Courts & Crime

Chandra Levy judge issues more rulings as trial nears

WASHINGTON — A judge on Wednesday both eased and complicated the job of prosecuting the man accused of killing former intern Chandra Levy with a pair of pretrial rulings that lets some evidence in but keeps other evidence out.

Superior Court Judge Gerald Fisher also indicated that he's likely to let Levy's mother, Modesto resident Susan Levy, attend most if not all of the trial even though she could be called as a witness.

"I'm certainly inclined to let Mrs. Levy to be present as much as legally possible," Fisher stated, though he stopped short of a formal ruling. "She's going to be present for a large portion of the trial, and maybe the entirety of it."

Fisher said he'd make a final determination about Susan Levy's appearance on the eve of the trial, now scheduled to start Oct. 4.

Prosecutors say Salvadoran immigrant Ingmar Guandique attempted to sexually assault Chandra Levy on May 1, 2001, and then killed her while she was jogging in Washington's heavily wooded Rock Creek Park. At the time, Levy had finished graduate studies and a Bureau of Prisons internship.

Levy was reportedly planning to return to California, where she was raised.

There are no direct witnesses or DNA evidence linking Guandique to the attack. Instead, the prosecutors rely on various statements Guandique has made to fellow prison inmates and others over the years, as well as his own admitted record of attacking women in Rock Creek Park.

Consequently, the success or failure of the prosecution could turn on the kind of evidence that the judge allows to be admitted.

During a two-and-a-half-hour hearing Wednesday afternoon, Fisher agreed that papers, photographs and other material seized from Guandique's prison cell in Victorville, Calif. can be admitted. Guandique's defense attorneys had argued that the cell search was unconstitutional.

"In a prison setting, prisoners have a diminished and in some cases (non-existent) expectation of privacy," Fisher countered.

Fisher further agreed that the prosecutors could present testimony from park police officers who interviewed Guandique following an August 2001 attack in Rock Creek Park.

But in a victory for defense attorneys, Fisher said he would not permit the prosecutors, assistant U.S. attorneys Amanda Haines and Fernando Campoamor-Sanchez, to present statements Guandique made to a court officer preparing a pre-sentencing report.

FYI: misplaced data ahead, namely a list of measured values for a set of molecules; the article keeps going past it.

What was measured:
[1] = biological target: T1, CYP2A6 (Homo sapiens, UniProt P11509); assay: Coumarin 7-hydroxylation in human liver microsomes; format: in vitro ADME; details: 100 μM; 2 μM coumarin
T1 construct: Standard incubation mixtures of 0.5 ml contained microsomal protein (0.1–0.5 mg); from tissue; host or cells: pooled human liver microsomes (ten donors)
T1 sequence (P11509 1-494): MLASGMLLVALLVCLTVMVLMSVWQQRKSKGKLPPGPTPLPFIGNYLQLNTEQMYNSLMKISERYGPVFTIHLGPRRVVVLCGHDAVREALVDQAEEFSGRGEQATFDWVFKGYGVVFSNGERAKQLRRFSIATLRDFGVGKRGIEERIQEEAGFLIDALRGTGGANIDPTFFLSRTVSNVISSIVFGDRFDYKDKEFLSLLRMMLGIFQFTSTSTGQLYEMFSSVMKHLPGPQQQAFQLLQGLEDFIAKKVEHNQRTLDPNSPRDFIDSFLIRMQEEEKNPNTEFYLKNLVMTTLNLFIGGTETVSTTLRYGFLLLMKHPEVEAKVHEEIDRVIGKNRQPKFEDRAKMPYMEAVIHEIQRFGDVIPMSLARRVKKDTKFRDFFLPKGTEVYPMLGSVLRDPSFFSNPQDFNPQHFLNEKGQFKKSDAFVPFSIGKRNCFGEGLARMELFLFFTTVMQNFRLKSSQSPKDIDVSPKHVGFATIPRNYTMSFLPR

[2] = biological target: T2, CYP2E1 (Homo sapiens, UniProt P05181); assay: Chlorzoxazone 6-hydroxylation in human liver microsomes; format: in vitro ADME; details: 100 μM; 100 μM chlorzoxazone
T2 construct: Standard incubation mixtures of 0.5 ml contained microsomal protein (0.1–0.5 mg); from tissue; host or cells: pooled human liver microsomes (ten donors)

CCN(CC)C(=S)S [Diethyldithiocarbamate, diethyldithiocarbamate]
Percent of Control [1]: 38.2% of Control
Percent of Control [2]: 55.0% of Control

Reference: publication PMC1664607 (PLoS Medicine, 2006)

"Sometimes, I cannot control myself when I see someone alone in a secluded area with something of value," Guandique allegedly told a court officer in 2001.

The pre-sentence report was being prepared to assist a judge handling another, unrelated criminal case involving Guandique.

Defense attorneys Santha Sonenberg and Maria Hawilo had argued that the statements would unfairly prejudice jurors against Guandique by suggesting that he had a propensity for violent action. They also noted Guandique had spoken to the court officer without being given his Miranda rights.

Miranda rights remind suspects that their words can be used against them and that they can request an attorney.

Fisher did not directly address the Miranda issue, but he cited a number of prior cases that concluded pre-sentence reports were not intended as tools for prosecutors.

"I find disclosure of this material is in violation of a clear and compelling policy that governs the preparation of pre-sentence reports," Fisher said.

Guandique faces a potential sentence of life in prison, as the District of Columbia doesn't allow the death penalty. Attorneys predict the trial will last about five weeks. Jury selection alone is expected to consume the first three days, as the trial's length and the case's notoriety will make it harder to find unbiased jurors able to serve.